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Rejection on the cards for new homes in seaside village

The proposed development site in Seahouses. Picture from Google
The proposed development site in Seahouses. Picture from Google

Councillors could put an end to a long-running bid to build new homes on the north Northumberland coast this week.

The application, for land east of King’s Field in Seahouses, was updated in August to propose 32 principal occupancy houses, all of which would be affordable.

The proposal is for 11 two-bedroom bungalows, 10 three-bedroom homes and 11 four-bedroom houses.

However, the scheme is recommended for refusal when it goes before the North Northumberland Local Area Council on Thursday, due to the development being outside the settlement boundary and within the coastal strip as well as a lack of information about contaminated land.

Last month’s changes meant that all of the properties, on the seaward side of the housing development often described as a ‘ghost estate’ due to the high number of second homes, would have to be lived in full-time by local people in housing need.

But the scheme has attracted 50 objections from residents and North Sunderland Parish Council has also expressed its opposition.

As well as issues relating to the settlement boundary, the size of the development and traffic, the parish council disagrees that ‘large three and four-bed dwellings are affordable’.

It adds that they would be ‘unattainable for many residents on low and seasonal wages and there is a need for genuinely affordable dwellings for purchase or rent’.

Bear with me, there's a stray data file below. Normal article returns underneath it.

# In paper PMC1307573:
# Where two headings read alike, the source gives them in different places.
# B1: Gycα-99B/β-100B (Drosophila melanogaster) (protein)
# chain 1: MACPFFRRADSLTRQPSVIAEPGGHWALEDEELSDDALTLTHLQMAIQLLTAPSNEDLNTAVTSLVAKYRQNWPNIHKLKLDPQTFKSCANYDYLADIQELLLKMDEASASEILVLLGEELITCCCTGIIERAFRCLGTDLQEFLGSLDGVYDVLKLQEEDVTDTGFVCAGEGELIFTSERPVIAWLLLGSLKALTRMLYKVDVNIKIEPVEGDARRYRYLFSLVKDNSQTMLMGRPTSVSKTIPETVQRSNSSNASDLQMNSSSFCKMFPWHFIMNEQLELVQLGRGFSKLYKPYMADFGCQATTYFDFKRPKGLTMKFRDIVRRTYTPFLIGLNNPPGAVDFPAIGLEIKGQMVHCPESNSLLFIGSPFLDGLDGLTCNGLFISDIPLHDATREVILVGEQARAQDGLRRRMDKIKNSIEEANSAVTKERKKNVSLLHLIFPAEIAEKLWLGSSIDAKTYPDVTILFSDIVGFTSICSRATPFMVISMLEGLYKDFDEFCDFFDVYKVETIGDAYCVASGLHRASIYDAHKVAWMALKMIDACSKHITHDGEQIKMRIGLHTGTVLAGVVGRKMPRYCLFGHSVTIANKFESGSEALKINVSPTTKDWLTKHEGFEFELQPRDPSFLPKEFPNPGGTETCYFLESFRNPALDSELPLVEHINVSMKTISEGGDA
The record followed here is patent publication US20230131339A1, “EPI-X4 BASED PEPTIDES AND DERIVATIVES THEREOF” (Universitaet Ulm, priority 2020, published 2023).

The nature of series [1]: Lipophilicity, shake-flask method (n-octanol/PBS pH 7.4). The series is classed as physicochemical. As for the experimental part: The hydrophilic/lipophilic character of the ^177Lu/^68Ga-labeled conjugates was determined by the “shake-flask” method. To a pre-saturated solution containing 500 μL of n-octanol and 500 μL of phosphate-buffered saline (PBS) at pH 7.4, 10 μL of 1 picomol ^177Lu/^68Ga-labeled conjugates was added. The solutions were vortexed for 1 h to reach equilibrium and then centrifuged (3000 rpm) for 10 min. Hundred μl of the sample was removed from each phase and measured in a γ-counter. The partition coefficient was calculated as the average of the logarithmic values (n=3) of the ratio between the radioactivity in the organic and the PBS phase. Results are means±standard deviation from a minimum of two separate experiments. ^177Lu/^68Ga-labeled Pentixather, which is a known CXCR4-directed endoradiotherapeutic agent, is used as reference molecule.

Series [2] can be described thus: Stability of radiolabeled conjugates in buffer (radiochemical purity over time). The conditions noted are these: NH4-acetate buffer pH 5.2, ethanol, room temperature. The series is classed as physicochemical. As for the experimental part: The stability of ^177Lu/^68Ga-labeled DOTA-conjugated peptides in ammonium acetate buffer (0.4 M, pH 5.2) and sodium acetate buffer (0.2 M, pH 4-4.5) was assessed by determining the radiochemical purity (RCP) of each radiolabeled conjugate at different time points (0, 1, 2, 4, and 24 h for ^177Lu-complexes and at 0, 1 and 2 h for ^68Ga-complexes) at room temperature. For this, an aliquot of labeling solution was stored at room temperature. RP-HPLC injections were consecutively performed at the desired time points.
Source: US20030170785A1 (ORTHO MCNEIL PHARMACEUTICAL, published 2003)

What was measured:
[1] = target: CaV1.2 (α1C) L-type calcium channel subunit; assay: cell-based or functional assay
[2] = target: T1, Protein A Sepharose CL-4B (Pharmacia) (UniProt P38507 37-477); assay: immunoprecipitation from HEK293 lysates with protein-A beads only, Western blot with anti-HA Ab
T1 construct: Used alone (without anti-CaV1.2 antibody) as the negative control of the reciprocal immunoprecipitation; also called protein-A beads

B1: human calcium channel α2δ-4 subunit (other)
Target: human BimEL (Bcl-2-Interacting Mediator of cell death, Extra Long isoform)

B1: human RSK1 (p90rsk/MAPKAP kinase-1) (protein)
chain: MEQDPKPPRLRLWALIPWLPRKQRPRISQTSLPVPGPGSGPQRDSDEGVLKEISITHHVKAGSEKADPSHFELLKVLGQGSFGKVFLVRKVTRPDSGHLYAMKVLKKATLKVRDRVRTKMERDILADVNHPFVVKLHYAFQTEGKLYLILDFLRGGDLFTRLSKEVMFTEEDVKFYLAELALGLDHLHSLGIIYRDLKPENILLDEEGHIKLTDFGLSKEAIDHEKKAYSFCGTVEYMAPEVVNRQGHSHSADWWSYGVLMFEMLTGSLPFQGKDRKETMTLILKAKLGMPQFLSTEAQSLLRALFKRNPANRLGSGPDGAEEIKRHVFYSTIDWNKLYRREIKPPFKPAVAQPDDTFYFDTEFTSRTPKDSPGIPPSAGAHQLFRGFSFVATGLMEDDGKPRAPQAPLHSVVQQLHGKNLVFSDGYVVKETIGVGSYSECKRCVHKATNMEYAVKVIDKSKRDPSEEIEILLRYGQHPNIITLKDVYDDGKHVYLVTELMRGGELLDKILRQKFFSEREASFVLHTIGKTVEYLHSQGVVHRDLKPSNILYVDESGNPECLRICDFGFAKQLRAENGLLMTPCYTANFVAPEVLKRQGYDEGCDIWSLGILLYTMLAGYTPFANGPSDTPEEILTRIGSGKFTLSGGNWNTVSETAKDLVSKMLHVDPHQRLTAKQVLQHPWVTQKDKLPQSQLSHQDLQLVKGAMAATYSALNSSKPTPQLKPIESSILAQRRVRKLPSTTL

The latest changes appeared to be a response to the North Northumberland Coast Neighbourhood Plan, which passed referendum in May before being formally ‘made’ by the county council in July.

The well-publicised policy 14 states that all new housing will only be supported if it is restricted in perpetuity for principal residency.

The application site also falls outside the Seahouses settlement boundary, as defined in the neighbourhood plan.

However, policy nine does allow for exceptions, including for 100 per cent affordable housing provision, but only where it doesn’t have ‘a negative impact on sensitive settlement edges’.

This bid is also considered to be a breach of policy four, which limits development on the coastal strip, as defined by the plan.

The prospect of development has been hanging over this site for more than five years.

In March 2013, Northumbrian Leisure Ltd applied for outline permission to build 88 houses and a health village.

This was amended in December that year and again in December 2014, with the health village removed and the number of homes slightly reduced. This application has still yet to be decided.

Then, in March last year, full planning permission was sought for 39 homes, which was updated in November so that there would six affordable bungalows and 19 of the homes would be restricted to prime occupancy.

Ben O'Connell, Local Democracy Reporting Service